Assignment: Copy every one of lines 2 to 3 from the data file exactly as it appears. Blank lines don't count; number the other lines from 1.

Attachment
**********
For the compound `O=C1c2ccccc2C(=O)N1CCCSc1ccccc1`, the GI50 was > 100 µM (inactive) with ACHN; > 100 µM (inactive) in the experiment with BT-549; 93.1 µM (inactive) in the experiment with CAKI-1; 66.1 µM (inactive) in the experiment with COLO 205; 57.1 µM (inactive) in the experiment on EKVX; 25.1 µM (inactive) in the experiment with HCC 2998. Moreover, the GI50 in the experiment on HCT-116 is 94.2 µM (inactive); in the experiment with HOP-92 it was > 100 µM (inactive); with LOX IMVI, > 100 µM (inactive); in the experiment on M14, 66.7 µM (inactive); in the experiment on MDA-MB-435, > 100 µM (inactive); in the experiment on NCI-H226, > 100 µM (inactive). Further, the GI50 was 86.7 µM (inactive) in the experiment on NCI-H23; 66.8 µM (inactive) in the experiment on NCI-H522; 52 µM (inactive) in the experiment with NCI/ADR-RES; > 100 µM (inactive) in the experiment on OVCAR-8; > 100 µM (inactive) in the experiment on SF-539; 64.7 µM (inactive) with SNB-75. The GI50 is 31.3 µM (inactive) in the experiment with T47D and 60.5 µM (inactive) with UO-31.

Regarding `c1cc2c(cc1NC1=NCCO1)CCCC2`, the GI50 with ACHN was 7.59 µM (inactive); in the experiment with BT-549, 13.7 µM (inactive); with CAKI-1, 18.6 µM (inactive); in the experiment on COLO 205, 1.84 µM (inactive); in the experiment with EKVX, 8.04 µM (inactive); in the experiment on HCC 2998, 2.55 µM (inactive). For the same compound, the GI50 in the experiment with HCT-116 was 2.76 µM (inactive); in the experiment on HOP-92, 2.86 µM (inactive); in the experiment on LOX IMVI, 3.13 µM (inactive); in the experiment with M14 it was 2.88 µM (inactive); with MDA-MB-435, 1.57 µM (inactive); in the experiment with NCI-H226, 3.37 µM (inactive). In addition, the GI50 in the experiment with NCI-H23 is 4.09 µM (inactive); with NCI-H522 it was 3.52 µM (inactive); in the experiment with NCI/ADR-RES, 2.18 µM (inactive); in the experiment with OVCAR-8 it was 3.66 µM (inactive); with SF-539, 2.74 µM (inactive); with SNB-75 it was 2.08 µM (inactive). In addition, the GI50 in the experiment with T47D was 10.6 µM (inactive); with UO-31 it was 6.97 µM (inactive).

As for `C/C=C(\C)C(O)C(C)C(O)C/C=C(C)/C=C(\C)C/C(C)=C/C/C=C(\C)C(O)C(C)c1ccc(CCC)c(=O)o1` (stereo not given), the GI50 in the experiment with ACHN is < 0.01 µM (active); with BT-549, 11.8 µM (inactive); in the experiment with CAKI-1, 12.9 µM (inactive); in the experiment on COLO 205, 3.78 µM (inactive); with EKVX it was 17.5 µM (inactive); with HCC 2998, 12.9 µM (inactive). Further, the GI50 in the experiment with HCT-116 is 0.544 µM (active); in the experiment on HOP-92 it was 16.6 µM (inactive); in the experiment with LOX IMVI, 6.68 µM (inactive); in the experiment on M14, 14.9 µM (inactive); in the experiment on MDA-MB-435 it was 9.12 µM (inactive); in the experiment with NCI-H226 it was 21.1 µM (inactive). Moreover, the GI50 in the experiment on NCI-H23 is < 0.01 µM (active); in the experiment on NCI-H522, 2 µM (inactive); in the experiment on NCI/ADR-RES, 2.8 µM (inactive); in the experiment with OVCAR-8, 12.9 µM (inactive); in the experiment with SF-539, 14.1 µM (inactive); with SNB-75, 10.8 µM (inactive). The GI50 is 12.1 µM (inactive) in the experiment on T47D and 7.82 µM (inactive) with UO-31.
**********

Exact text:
Regarding `c1cc2c(cc1NC1=NCCO1)CCCC2`, the GI50 with ACHN was 7.59 µM (inactive); in the experiment with BT-549, 13.7 µM (inactive); with CAKI-1, 18.6 µM (inactive); in the experiment on COLO 205, 1.84 µM (inactive); in the experiment with EKVX, 8.04 µM (inactive); in the experiment on HCC 2998, 2.55 µM (inactive). For the same compound, the GI50 in the experiment with HCT-116 was 2.76 µM (inactive); in the experiment on HOP-92, 2.86 µM (inactive); in the experiment on LOX IMVI, 3.13 µM (inactive); in the experiment with M14 it was 2.88 µM (inactive); with MDA-MB-435, 1.57 µM (inactive); in the experiment with NCI-H226, 3.37 µM (inactive). In addition, the GI50 in the experiment with NCI-H23 is 4.09 µM (inactive); with NCI-H522 it was 3.52 µM (inactive); in the experiment with NCI/ADR-RES, 2.18 µM (inactive); in the experiment with OVCAR-8 it was 3.66 µM (inactive); with SF-539, 2.74 µM (inactive); with SNB-75 it was 2.08 µM (inactive). In addition, the GI50 in the experiment with T47D was 10.6 µM (inactive); with UO-31 it was 6.97 µM (inactive).

As for `C/C=C(\C)C(O)C(C)C(O)C/C=C(C)/C=C(\C)C/C(C)=C/C/C=C(\C)C(O)C(C)c1ccc(CCC)c(=O)o1` (stereo not given), the GI50 in the experiment with ACHN is < 0.01 µM (active); with BT-549, 11.8 µM (inactive); in the experiment with CAKI-1, 12.9 µM (inactive); in the experiment on COLO 205, 3.78 µM (inactive); with EKVX it was 17.5 µM (inactive); with HCC 2998, 12.9 µM (inactive). Further, the GI50 in the experiment with HCT-116 is 0.544 µM (active); in the experiment on HOP-92 it was 16.6 µM (inactive); in the experiment with LOX IMVI, 6.68 µM (inactive); in the experiment on M14, 14.9 µM (inactive); in the experiment on MDA-MB-435 it was 9.12 µM (inactive); in the experiment with NCI-H226 it was 21.1 µM (inactive). Moreover, the GI50 in the experiment on NCI-H23 is < 0.01 µM (active); in the experiment on NCI-H522, 2 µM (inactive); in the experiment on NCI/ADR-RES, 2.8 µM (inactive); in the experiment with OVCAR-8, 12.9 µM (inactive); in the experiment with SF-539, 14.1 µM (inactive); with SNB-75, 10.8 µM (inactive). The GI50 is 12.1 µM (inactive) in the experiment on T47D and 7.82 µM (inactive) with UO-31.